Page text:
Members of Congress May Commit Only Great Crimes

According to an Associated Press report of May 20, 2008, New York Representative Vito Fossella will not seek re-election to Congress. In the wake of Fossella’s arrest for drunken driving on May 1, it has come to light that the Republican congressman from New York has fathered a child with a Virginia woman, Laura Fay, who is a former Air Force lieutenant colonel and military liaison to Congress. (Looks as though hers was a liaison dangereuse.) Given that Fossella is married and has three children at home on Staten Island, this revelation does not bode well for his political future.

Okay, okay, you are saying. Nothing is more humdrum than another exposure of a hypocritical congressman—naturally Fossella specialized in socially conservative positions that appealed to his many Catholic constituents. But such always-gratifying revelations have a larger lesson to teach us: a member of Congress will not be forgiven a personal peccadillo, but he may with complete impunity commit the greatest crimes—grand larceny, mass murder, arson, and every other species of abomination—by authorizing and funding their commission by government agents. Indeed, not only may a member of Congress act as an accessory to great crimes, he is expected to do so, and rewarded lavishly by the public with re-election to office and all the honors and aggrandizements that accompany his entrenchment in that occult and wicked temple known as the Capitol.

Steal a hundred dollars, go to jail; steal a trillion dollars, go on to fame and fortune as a public servant. Kill one man, go to the gas chamber; kill a million people, go on to well-paid retirement at public expense and big bucks on the lecture circuit. Alert children are learning these lessons, and acting accordingly when they become old enough to run for election to public office.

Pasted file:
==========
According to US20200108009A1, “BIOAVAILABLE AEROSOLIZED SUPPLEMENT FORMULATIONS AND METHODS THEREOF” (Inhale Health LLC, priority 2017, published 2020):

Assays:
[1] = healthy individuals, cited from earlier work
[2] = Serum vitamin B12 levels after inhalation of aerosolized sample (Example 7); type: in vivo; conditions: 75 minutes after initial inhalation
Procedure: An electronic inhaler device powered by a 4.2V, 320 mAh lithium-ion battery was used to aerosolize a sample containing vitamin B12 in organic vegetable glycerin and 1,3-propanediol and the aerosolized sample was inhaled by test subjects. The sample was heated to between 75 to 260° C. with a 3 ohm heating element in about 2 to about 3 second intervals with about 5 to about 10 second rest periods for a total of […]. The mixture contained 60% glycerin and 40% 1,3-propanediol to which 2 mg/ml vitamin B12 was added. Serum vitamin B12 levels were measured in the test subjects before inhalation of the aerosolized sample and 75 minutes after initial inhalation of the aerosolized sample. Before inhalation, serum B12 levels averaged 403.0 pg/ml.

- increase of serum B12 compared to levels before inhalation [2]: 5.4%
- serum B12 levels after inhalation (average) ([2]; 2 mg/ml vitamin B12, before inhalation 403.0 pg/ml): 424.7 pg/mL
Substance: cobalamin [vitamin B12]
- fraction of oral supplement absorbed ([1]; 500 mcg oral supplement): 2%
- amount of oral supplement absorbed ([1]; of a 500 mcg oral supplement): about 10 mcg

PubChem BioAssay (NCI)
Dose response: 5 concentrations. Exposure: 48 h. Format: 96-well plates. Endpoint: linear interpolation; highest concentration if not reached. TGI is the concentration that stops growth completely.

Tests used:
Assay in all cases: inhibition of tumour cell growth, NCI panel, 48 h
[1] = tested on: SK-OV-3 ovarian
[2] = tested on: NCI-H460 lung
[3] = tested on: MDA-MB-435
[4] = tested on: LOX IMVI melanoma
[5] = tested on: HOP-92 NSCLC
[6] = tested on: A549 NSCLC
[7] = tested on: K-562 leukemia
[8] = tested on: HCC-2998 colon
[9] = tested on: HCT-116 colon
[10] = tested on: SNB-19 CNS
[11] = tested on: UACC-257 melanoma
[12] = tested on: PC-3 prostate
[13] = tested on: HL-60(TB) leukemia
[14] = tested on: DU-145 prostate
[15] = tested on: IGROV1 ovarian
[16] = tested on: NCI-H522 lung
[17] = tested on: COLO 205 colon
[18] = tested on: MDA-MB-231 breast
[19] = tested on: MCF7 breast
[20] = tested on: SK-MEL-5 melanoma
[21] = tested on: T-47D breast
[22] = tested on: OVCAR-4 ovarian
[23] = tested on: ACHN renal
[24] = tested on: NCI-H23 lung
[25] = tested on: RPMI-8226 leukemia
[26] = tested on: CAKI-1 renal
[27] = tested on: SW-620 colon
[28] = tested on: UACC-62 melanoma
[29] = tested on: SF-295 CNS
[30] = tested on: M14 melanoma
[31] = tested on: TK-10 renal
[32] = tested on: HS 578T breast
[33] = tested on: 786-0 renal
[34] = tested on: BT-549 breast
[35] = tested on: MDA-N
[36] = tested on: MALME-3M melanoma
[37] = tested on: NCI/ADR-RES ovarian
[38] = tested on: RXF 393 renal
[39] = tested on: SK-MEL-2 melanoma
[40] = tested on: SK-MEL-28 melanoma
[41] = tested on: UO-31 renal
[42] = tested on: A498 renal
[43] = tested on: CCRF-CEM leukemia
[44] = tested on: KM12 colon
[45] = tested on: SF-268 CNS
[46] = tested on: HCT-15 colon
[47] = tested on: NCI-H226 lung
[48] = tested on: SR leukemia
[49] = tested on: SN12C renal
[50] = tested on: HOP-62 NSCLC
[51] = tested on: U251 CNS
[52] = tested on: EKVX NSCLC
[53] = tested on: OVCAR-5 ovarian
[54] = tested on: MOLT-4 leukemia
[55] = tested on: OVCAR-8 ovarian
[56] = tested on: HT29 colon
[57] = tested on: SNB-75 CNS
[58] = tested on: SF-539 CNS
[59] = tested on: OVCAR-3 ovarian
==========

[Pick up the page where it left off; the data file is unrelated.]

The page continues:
Not only have Americans split the atom, they have—mirabile dictu—split their moral sense. Countless actions for which any ordinary person would be denounced to the heavens will serve to sustain a lifetime’s political career. Lie, cheat, and steal and your friends will condemn and abandon you, but do the same on a hugely greater scale in your capacity as a public representative and the voters will stand by you to the end.

Just don’t father an out-of-wedlock child. That’s so vile!

Robert Higgs is Retired Senior Fellow in Political Economy at the Independent Institute, author or editor of over fourteen Independent books, and Founding Editor of Independent’s quarterly journal The Independent Review.
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